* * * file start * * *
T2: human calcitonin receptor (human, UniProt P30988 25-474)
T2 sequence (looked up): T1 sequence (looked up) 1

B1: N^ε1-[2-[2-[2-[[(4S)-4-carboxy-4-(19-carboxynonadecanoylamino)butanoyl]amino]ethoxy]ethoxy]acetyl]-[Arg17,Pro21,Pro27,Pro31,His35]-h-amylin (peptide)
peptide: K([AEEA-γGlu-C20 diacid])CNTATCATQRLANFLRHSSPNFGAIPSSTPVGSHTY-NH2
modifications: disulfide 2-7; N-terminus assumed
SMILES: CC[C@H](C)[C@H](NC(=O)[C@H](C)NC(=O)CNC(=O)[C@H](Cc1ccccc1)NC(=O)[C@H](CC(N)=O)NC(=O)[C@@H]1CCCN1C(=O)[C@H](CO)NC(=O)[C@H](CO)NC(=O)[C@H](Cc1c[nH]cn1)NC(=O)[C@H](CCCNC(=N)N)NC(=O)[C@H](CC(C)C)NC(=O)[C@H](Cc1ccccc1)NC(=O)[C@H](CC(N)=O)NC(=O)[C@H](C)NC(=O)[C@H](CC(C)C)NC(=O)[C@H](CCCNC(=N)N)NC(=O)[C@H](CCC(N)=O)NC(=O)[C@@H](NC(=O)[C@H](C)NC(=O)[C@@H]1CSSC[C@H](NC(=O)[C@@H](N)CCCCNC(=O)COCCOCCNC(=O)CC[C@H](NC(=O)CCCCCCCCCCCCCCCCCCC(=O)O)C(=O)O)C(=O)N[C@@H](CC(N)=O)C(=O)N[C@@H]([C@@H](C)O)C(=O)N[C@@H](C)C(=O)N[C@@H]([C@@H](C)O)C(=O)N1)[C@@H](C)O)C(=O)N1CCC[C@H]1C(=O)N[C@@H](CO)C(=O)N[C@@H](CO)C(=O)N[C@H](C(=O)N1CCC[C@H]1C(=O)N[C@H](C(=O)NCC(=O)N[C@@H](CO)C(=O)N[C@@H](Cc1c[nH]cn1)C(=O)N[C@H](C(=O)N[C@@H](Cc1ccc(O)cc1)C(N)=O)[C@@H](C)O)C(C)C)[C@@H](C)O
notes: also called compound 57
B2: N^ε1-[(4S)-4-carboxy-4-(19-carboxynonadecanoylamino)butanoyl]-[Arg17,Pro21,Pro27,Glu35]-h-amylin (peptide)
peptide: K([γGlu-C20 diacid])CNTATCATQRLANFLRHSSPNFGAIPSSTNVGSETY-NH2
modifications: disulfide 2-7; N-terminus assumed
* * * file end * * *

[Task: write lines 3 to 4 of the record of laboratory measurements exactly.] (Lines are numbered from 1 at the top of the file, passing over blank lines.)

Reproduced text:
B1: N^ε1-[2-[2-[2-[[(4S)-4-carboxy-4-(19-carboxynonadecanoylamino)butanoyl]amino]ethoxy]ethoxy]acetyl]-[Arg17,Pro21,Pro27,Pro31,His35]-h-amylin (peptide)
peptide: K([AEEA-γGlu-C20 diacid])CNTATCATQRLANFLRHSSPNFGAIPSSTPVGSHTY-NH2